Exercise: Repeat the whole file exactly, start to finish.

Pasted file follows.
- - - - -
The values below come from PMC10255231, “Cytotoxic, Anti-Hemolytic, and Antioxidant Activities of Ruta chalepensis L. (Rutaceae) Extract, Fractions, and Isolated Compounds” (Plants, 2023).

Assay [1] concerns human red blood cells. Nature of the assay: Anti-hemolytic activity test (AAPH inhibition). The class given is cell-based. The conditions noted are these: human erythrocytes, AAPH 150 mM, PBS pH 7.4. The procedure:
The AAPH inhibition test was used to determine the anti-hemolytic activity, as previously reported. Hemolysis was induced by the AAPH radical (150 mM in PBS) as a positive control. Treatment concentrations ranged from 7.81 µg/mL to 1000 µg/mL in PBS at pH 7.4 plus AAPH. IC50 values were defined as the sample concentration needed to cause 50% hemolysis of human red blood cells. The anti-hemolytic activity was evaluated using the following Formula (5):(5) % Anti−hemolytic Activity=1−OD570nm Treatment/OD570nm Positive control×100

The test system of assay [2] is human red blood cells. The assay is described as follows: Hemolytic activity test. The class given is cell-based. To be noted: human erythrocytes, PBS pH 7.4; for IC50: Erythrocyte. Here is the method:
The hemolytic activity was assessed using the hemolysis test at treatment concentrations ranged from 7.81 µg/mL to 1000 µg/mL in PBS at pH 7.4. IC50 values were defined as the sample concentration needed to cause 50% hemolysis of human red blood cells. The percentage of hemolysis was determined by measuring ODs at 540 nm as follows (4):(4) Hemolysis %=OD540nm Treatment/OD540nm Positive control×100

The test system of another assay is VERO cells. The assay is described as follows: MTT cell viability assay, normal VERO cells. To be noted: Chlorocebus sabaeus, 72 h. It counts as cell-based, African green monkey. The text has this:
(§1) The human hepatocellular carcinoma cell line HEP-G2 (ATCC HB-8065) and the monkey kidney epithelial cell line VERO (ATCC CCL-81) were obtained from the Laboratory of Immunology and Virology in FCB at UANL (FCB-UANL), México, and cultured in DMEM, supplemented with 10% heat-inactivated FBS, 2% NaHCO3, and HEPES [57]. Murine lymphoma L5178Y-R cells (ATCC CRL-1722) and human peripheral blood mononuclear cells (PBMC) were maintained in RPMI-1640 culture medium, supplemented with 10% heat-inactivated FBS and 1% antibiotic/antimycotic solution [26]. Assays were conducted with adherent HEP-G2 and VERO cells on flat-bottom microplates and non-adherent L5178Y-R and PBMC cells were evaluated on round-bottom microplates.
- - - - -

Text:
The values below come from PMC10255231, “Cytotoxic, Anti-Hemolytic, and Antioxidant Activities of Ruta chalepensis L. (Rutaceae) Extract, Fractions, and Isolated Compounds” (Plants, 2023).

Assay [1] concerns human red blood cells. Nature of the assay: Anti-hemolytic activity test (AAPH inhibition). The class given is cell-based. The conditions noted are these: human erythrocytes, AAPH 150 mM, PBS pH 7.4. The procedure:
The AAPH inhibition test was used to determine the anti-hemolytic activity, as previously reported. Hemolysis was induced by the AAPH radical (150 mM in PBS) as a positive control. Treatment concentrations ranged from 7.81 µg/mL to 1000 µg/mL in PBS at pH 7.4 plus AAPH. IC50 values were defined as the sample concentration needed to cause 50% hemolysis of human red blood cells. The anti-hemolytic activity was evaluated using the following Formula (5):(5) % Anti−hemolytic Activity=1−OD570nm Treatment/OD570nm Positive control×100

The test system of assay [2] is human red blood cells. The assay is described as follows: Hemolytic activity test. The class given is cell-based. To be noted: human erythrocytes, PBS pH 7.4; for IC50: Erythrocyte. Here is the method:
The hemolytic activity was assessed using the hemolysis test at treatment concentrations ranged from 7.81 µg/mL to 1000 µg/mL in PBS at pH 7.4. IC50 values were defined as the sample concentration needed to cause 50% hemolysis of human red blood cells. The percentage of hemolysis was determined by measuring ODs at 540 nm as follows (4):(4) Hemolysis %=OD540nm Treatment/OD540nm Positive control×100

The test system of another assay is VERO cells. The assay is described as follows: MTT cell viability assay, normal VERO cells. To be noted: Chlorocebus sabaeus, 72 h. It counts as cell-based, African green monkey. The text has this:
(§1) The human hepatocellular carcinoma cell line HEP-G2 (ATCC HB-8065) and the monkey kidney epithelial cell line VERO (ATCC CCL-81) were obtained from the Laboratory of Immunology and Virology in FCB at UANL (FCB-UANL), México, and cultured in DMEM, supplemented with 10% heat-inactivated FBS, 2% NaHCO3, and HEPES [57]. Murine lymphoma L5178Y-R cells (ATCC CRL-1722) and human peripheral blood mononuclear cells (PBMC) were maintained in RPMI-1640 culture medium, supplemented with 10% heat-inactivated FBS and 1% antibiotic/antimycotic solution [26]. Assays were conducted with adherent HEP-G2 and VERO cells on flat-bottom microplates and non-adherent L5178Y-R and PBMC cells were evaluated on round-bottom microplates.